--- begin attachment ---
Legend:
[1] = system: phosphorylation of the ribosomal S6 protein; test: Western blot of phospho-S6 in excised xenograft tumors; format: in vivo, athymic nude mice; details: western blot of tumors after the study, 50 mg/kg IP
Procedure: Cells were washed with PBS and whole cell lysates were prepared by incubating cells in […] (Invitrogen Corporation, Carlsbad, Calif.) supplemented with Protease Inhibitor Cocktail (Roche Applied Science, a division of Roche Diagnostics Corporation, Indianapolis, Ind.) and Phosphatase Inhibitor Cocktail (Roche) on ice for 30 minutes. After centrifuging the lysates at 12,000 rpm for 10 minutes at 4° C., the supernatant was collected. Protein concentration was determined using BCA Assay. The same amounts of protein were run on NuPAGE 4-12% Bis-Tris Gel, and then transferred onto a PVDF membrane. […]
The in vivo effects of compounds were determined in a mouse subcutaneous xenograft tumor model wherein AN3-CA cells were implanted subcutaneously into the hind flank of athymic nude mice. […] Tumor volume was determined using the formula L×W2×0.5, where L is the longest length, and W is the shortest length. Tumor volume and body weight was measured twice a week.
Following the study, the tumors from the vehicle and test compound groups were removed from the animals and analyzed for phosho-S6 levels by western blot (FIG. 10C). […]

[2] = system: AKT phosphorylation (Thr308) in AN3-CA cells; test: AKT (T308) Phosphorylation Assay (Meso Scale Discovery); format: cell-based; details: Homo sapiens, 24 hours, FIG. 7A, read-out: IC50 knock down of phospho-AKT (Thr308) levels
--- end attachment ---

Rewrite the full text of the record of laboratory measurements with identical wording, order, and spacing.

Legend:
[1] = system: phosphorylation of the ribosomal S6 protein; test: Western blot of phospho-S6 in excised xenograft tumors; format: in vivo, athymic nude mice; details: western blot of tumors after the study, 50 mg/kg IP
Procedure: Cells were washed with PBS and whole cell lysates were prepared by incubating cells in […] (Invitrogen Corporation, Carlsbad, Calif.) supplemented with Protease Inhibitor Cocktail (Roche Applied Science, a division of Roche Diagnostics Corporation, Indianapolis, Ind.) and Phosphatase Inhibitor Cocktail (Roche) on ice for 30 minutes. After centrifuging the lysates at 12,000 rpm for 10 minutes at 4° C., the supernatant was collected. Protein concentration was determined using BCA Assay. The same amounts of protein were run on NuPAGE 4-12% Bis-Tris Gel, and then transferred onto a PVDF membrane. […]
The in vivo effects of compounds were determined in a mouse subcutaneous xenograft tumor model wherein AN3-CA cells were implanted subcutaneously into the hind flank of athymic nude mice. […] Tumor volume was determined using the formula L×W2×0.5, where L is the longest length, and W is the shortest length. Tumor volume and body weight was measured twice a week.
Following the study, the tumors from the vehicle and test compound groups were removed from the animals and analyzed for phosho-S6 levels by western blot (FIG. 10C). […]

[2] = system: AKT phosphorylation (Thr308) in AN3-CA cells; test: AKT (T308) Phosphorylation Assay (Meso Scale Discovery); format: cell-based; details: Homo sapiens, 24 hours, FIG. 7A, read-out: IC50 knock down of phospho-AKT (Thr308) levels